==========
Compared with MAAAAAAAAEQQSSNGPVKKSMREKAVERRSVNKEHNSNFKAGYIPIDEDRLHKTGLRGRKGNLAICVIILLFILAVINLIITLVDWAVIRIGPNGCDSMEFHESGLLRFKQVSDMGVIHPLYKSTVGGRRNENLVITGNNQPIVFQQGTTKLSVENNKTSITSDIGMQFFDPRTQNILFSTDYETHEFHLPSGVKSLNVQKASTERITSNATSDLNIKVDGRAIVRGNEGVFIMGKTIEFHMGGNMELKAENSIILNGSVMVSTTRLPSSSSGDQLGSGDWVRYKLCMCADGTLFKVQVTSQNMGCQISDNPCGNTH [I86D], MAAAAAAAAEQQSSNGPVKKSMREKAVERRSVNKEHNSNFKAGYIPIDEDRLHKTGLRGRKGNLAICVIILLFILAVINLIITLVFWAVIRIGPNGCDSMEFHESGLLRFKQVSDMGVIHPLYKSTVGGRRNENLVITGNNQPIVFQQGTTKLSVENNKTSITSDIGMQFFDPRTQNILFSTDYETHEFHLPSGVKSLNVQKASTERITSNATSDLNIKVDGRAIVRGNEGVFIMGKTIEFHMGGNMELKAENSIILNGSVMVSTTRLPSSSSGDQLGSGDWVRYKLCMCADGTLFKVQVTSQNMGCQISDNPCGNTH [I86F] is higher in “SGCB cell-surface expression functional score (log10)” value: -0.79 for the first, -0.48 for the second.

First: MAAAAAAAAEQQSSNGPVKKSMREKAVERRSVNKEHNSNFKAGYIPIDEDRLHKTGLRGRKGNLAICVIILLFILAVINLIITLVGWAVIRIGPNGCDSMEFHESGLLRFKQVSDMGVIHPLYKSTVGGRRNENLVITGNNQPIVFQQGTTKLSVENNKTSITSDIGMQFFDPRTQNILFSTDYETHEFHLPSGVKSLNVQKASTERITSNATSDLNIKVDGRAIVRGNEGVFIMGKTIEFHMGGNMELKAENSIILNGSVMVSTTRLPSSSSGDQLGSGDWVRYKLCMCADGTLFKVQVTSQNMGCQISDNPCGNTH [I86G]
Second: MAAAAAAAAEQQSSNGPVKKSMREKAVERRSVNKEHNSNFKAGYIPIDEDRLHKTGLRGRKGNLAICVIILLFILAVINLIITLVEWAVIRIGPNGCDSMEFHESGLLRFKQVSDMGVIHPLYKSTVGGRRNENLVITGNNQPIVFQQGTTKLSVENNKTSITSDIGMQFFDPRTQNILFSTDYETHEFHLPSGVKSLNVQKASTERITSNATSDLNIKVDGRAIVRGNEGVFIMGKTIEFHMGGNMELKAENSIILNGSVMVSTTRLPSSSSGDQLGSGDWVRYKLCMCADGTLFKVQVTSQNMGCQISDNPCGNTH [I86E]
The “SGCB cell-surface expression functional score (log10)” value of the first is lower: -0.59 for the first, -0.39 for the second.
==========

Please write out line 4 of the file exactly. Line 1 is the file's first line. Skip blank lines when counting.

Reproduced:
The “SGCB cell-surface expression functional score (log10)” value of the first is lower: -0.59 for the first, -0.39 for the second.